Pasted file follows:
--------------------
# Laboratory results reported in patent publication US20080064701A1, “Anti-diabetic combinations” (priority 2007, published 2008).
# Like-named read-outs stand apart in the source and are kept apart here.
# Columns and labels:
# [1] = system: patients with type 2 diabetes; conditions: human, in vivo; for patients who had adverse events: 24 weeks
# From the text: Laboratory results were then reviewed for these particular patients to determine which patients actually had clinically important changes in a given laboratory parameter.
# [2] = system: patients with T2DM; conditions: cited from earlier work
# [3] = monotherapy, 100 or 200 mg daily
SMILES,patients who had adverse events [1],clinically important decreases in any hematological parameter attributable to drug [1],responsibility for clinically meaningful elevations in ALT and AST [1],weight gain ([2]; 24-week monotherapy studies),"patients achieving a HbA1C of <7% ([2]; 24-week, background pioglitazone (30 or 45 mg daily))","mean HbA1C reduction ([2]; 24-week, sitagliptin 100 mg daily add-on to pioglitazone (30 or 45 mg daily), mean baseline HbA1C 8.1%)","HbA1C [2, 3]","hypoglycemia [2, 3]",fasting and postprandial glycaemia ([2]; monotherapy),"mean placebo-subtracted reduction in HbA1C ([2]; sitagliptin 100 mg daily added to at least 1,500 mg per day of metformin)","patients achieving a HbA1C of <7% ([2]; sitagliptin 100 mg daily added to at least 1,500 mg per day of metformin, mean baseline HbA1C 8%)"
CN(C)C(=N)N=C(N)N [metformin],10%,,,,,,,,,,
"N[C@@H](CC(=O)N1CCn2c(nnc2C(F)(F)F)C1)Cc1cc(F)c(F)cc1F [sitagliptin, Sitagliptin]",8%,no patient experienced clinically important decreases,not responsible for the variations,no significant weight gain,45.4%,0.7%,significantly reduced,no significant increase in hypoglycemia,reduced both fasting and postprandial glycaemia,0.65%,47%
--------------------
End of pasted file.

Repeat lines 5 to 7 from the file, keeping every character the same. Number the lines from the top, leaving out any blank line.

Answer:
# From the text: Laboratory results were then reviewed for these particular patients to determine which patients actually had clinically important changes in a given laboratory parameter.
# [2] = system: patients with T2DM; conditions: cited from earlier work
# [3] = monotherapy, 100 or 200 mg daily